Although many of his neighbors and relatives joined the Confederate Army, struggling Rutherford County farmer Francis Melton did not see that he had a personal stake in the conflict. He felt he was doing his patriotic duty buy selling his crops to the Confederacy for less than their worth. Eventually, however, he is convinced that he is duty-bound to serve and he leaves his wife and daughters to enlist. Francis and his conscripted friend, Whit Whitaker, face hunger, violence, danger, as they fight their way through the final year of the Civil War. Scarecrow in Gray is loosely based on the author’s great-grandfather’s service in the Civil War.
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Zach Whetsone, a lad from Rutherford County, happens to be selling his produce in Spartanburg, South Carolina one spring day when the commencement exercises at Wofford College are taking place. Zach is inspired by the event and later returns to Wofford as a student. As a poor mountaineer, Zach has to overcome many obstacles to complete his degree. When he finally does, he returns home to marry his true love, preach, teach, and start a high school. Zach is presented as an admirable figure: working hard, caring for his widowed mom, staying true to his love, and speaking out for national reconciliation, but his racial attitudes (or, those of the author) will offend many readers.
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Since Elizabeth Tarrington went to a lot of trouble to make it look like her husband died in the Vietnam War, she’s angry when he informs her that he will be including their daughters in his will. One daughter, Hayden, goes to visit him in Asheville, but she discovers that her father died only a few hours before her arrival. The main plot centers on the competition between developers and a conservancy group for control of land in the Hickory Nut Gorge that Hayden and her sister inherit, but Hayden also faces the mysteries of her father’s two “deaths,” the challenges of running his art gallery, and the possibilities of a new romance. The local details of In the Shadows of Chimney Rock add realism to the story: Ben, the novel’s ex-football-star-turned-environmentalist, teaches at Warren Wilson College; the art gallery is in the Grove Arcade; and real land conservancy groups continue to work to protect Hickory Nut Gorge from developers.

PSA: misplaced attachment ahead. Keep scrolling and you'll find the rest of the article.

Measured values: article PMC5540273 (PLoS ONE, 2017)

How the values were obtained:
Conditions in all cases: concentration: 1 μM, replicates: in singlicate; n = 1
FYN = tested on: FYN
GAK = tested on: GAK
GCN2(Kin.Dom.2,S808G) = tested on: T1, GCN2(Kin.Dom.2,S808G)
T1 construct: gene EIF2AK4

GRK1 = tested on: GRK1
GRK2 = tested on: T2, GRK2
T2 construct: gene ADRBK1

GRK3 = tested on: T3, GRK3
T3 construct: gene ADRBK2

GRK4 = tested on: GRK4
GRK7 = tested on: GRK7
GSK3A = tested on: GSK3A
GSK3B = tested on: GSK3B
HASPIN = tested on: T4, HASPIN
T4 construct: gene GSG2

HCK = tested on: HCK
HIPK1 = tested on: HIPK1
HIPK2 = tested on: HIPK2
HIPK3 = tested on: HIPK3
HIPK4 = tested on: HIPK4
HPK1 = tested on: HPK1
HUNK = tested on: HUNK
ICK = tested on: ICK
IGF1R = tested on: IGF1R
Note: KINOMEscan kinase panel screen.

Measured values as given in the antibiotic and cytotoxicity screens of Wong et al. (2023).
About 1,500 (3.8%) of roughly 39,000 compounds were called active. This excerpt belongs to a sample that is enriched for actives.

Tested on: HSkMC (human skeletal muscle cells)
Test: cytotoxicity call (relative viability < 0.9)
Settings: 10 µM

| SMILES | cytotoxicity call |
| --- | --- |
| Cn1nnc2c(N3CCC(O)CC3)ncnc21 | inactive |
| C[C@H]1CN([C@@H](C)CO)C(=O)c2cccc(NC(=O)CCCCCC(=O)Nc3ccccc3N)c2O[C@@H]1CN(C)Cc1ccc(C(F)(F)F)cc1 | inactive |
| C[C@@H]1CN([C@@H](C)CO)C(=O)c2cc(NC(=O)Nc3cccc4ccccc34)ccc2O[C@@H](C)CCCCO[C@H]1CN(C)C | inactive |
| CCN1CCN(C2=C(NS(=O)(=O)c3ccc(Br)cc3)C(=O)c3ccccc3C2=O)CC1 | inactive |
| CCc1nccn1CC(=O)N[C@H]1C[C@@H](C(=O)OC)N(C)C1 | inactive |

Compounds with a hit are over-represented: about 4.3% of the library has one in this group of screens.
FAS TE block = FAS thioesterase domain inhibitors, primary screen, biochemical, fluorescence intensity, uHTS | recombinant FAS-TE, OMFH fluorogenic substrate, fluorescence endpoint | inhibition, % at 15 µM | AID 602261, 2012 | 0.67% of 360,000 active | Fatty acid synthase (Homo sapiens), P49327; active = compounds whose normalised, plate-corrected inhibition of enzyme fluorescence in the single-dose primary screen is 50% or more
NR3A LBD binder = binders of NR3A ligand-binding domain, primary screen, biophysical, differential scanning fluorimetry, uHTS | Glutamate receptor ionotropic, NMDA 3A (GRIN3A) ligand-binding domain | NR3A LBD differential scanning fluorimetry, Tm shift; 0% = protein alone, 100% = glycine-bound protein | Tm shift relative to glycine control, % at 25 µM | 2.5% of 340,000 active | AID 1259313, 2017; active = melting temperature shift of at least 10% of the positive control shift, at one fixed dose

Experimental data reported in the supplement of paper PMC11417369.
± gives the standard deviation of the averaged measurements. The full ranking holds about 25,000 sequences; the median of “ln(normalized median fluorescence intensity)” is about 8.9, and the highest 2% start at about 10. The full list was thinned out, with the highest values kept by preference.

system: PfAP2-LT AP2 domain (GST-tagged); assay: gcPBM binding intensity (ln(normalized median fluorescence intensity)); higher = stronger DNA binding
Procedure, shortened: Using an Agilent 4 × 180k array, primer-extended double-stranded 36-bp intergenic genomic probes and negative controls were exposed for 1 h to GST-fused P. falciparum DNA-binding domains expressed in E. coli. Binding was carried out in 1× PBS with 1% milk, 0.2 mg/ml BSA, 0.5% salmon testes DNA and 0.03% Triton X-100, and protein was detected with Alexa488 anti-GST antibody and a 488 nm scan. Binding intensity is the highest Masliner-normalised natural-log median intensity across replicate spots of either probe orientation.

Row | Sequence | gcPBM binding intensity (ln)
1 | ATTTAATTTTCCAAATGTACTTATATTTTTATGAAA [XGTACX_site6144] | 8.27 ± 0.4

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Jim Glass, introduced to readers in a previous novel, Jim the Boy, has grown into a teenager. He experiences first love, but Chrissie Steppe, the object of his affections, has promised to wait for a boy who has left for service in World War II. Although this is a coming-of-age story, it is not just about Jim, but also about how a distant war ripples through the lives in one small Southern town.
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Jim is a ten-year-old boy who lives with his mother and her brothers and is just beginning to come to grips with the adult world. The story is set in the fictional southwestern North Carolina town of Aliceville in the 1930s and follows Jim through everyday events as he struggles to understand his family, friends, and through their stories, himself. Aliceville is probably based on Rutherfordton, N.C.
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